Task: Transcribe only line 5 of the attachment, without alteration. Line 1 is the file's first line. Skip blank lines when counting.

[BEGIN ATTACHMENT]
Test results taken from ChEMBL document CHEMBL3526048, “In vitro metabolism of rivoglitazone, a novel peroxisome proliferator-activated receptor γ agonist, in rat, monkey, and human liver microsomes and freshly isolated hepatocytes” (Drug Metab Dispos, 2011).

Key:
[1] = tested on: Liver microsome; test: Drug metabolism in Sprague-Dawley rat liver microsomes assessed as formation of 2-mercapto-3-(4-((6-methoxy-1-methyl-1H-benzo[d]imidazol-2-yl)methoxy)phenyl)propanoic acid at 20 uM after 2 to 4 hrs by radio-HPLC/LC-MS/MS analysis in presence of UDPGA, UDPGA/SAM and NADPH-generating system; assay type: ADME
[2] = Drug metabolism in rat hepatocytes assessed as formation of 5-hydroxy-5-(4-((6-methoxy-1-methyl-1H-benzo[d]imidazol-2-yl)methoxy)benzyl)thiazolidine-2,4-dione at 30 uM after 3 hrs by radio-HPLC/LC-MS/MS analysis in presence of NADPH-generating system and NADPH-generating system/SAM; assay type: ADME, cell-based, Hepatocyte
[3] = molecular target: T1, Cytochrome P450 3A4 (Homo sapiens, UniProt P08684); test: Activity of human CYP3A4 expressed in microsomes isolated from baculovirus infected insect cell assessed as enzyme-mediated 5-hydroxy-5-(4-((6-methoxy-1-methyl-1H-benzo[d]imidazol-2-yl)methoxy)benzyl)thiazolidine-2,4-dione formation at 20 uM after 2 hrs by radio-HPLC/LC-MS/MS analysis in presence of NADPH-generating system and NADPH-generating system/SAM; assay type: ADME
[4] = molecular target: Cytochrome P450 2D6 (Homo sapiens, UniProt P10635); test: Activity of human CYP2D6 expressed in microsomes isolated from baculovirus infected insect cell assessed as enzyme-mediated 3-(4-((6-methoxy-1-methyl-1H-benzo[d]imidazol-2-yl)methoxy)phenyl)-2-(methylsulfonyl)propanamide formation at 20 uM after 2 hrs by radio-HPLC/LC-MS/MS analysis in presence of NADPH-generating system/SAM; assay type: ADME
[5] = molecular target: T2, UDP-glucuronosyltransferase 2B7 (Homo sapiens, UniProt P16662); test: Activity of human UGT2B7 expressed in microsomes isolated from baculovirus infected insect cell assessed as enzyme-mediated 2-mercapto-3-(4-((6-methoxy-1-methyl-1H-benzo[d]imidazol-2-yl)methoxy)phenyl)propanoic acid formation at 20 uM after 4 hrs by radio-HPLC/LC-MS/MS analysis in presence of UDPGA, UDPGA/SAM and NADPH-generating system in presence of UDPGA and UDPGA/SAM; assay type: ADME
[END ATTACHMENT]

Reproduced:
[3] = molecular target: T1, Cytochrome P450 3A4 (Homo sapiens, UniProt P08684); test: Activity of human CYP3A4 expressed in microsomes isolated from baculovirus infected insect cell assessed as enzyme-mediated 5-hydroxy-5-(4-((6-methoxy-1-methyl-1H-benzo[d]imidazol-2-yl)methoxy)benzyl)thiazolidine-2,4-dione formation at 20 uM after 2 hrs by radio-HPLC/LC-MS/MS analysis in presence of NADPH-generating system and NADPH-generating system/SAM; assay type: ADME